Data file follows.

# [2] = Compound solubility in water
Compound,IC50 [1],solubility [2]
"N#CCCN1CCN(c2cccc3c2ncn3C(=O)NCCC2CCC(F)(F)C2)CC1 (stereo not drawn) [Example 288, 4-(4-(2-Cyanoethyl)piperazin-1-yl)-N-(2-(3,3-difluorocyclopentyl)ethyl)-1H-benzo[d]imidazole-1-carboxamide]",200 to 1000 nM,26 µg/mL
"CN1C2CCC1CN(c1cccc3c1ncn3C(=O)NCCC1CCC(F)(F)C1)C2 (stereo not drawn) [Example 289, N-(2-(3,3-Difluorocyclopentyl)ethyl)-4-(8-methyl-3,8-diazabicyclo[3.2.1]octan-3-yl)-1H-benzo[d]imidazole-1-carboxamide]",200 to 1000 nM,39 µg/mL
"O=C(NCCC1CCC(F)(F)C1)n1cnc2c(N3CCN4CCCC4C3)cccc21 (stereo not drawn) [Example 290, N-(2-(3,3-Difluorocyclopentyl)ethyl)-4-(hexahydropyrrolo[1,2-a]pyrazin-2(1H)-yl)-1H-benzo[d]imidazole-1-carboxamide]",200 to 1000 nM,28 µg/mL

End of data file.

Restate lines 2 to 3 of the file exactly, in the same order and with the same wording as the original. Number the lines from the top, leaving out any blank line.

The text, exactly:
Compound,IC50 [1],solubility [2]
"N#CCCN1CCN(c2cccc3c2ncn3C(=O)NCCC2CCC(F)(F)C2)CC1 (stereo not drawn) [Example 288, 4-(4-(2-Cyanoethyl)piperazin-1-yl)-N-(2-(3,3-difluorocyclopentyl)ethyl)-1H-benzo[d]imidazole-1-carboxamide]",200 to 1000 nM,26 µg/mL